Liquidated damages: not negotiable

Liquidated damages (“LDs”) clauses are par for the course in standard construction contracts. These clauses provide that a contractor is required to pay a pre-determined sum of money, as damages for breaching a particular term of a contract (eg failing to complete the works on time). LDs can benefit both parties to a contract by:

  • providing contractual certainty;
  • not requiring proof of loss;
  • simplifying disputes;
  • inducing performance; and
  • providing a cap on liability.

The topic of LDs is often a red flag to contractors, and so it should be. No contractor wants to be liable for LDs, regardless of the quantum. No amount of planning or program contingency can guarantee that a contractor will not fall behind schedule or miss critical milestones (such as practical completion). Some contractors seek to deal with this issue by simply ignoring it during contract negotiation. The contract is signed and put in the drawer until the project is delayed, and only then do they realise the extent of their exposure.

However, too often, the temptation for parties is to negotiate the sum of LDs at the time of entering into a building contract just as they would any other commercial term. Whilst it seems commercially ideal for the parties to ‘agree’ to the sum of liquidated damages, this is problematic for three reasons.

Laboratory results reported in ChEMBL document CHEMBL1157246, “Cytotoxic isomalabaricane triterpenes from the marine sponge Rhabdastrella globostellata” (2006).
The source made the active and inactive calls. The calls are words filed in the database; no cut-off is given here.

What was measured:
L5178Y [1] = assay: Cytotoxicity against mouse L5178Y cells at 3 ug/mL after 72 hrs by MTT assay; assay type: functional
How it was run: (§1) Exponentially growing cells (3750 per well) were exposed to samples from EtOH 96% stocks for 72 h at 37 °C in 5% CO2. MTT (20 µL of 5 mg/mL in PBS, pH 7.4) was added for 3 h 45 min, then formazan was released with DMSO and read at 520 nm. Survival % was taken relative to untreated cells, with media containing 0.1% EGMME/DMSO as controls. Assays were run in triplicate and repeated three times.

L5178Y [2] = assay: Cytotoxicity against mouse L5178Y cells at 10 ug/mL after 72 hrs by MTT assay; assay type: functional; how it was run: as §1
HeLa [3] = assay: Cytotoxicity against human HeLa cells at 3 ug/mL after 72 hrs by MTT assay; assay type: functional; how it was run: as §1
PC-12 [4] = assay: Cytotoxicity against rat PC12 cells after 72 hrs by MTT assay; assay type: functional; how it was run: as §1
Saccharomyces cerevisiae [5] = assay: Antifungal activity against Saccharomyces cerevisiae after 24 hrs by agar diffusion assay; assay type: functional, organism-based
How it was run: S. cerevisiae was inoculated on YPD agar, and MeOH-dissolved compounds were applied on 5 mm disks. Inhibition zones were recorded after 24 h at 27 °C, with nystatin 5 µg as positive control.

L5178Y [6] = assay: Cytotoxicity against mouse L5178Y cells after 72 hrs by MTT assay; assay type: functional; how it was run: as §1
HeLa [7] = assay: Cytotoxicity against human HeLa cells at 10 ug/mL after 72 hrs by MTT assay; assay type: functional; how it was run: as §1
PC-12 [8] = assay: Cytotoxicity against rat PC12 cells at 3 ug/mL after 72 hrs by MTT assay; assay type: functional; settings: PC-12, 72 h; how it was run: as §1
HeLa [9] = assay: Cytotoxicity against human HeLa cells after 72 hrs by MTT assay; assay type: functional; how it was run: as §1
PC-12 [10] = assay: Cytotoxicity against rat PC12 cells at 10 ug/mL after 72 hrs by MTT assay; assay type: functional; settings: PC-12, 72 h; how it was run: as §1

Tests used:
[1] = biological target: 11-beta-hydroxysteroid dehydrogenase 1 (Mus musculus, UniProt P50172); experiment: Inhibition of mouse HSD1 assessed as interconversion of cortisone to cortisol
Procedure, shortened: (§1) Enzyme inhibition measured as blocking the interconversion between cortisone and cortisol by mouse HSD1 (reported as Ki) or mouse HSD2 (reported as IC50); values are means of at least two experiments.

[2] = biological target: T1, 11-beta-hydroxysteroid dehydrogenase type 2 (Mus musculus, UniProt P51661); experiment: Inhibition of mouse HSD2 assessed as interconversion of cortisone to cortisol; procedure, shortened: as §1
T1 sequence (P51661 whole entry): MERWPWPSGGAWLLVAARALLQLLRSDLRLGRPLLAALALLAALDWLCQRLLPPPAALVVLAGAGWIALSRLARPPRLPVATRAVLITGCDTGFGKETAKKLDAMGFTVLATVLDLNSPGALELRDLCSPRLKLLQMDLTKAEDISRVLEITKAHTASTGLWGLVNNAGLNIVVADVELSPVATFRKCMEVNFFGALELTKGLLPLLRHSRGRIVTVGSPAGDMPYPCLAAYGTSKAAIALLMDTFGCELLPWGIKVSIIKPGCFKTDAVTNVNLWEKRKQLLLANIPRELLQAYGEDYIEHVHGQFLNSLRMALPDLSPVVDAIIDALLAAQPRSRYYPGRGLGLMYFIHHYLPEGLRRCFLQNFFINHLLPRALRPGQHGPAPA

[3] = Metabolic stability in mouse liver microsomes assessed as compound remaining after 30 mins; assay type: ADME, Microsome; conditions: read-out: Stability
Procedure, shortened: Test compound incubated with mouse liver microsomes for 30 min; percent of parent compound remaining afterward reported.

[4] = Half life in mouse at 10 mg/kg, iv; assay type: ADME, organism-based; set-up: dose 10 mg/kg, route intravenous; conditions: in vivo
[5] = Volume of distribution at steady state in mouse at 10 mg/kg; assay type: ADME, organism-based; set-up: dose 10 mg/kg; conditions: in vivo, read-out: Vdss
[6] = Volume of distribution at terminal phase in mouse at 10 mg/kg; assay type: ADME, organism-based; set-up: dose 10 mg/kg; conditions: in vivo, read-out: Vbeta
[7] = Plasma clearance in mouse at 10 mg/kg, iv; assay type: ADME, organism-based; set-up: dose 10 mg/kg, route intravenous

The first (and perhaps the basis for the second and third reasons) is that, in practice, any agreement reached will depend on the extent of the parties’ bargaining power. Ironically, large contractors with more commercial sway can often negotiate lower LD rates than small builders with no bargaining power (and no way of satisfying such large LD liabilities). This of course has its own inherent risks to the success of a project.

Secondly, at common law, liquidated damages must be a “genuine pre-estimate” of the loss that will be suffered by the non-breaching party in the event that the works are not completed in time. If the amount of LDs cannot be proven to be a genuine pre-estimate of loss as at the time of entering into the contract, it may be held to be a penalty at law and the LDs clause will be unenforceable.  So, if the negotiated LDs rate is too high, there is a real risk that it will be classified by a court as a penalty. But, to prove that a LDs provision is penal would require the aggrieved contractor to commence legal proceedings, which are expensive, stressful and time-consuming. Even then, the contractor may still be liable to the principal to pay such amounts of damages as the principal can satisfactorily evidence. For these reasons, in practice, the fine line between what is a ‘genuine pre- estimate’ and what is a ‘penalty’ is rarely tested.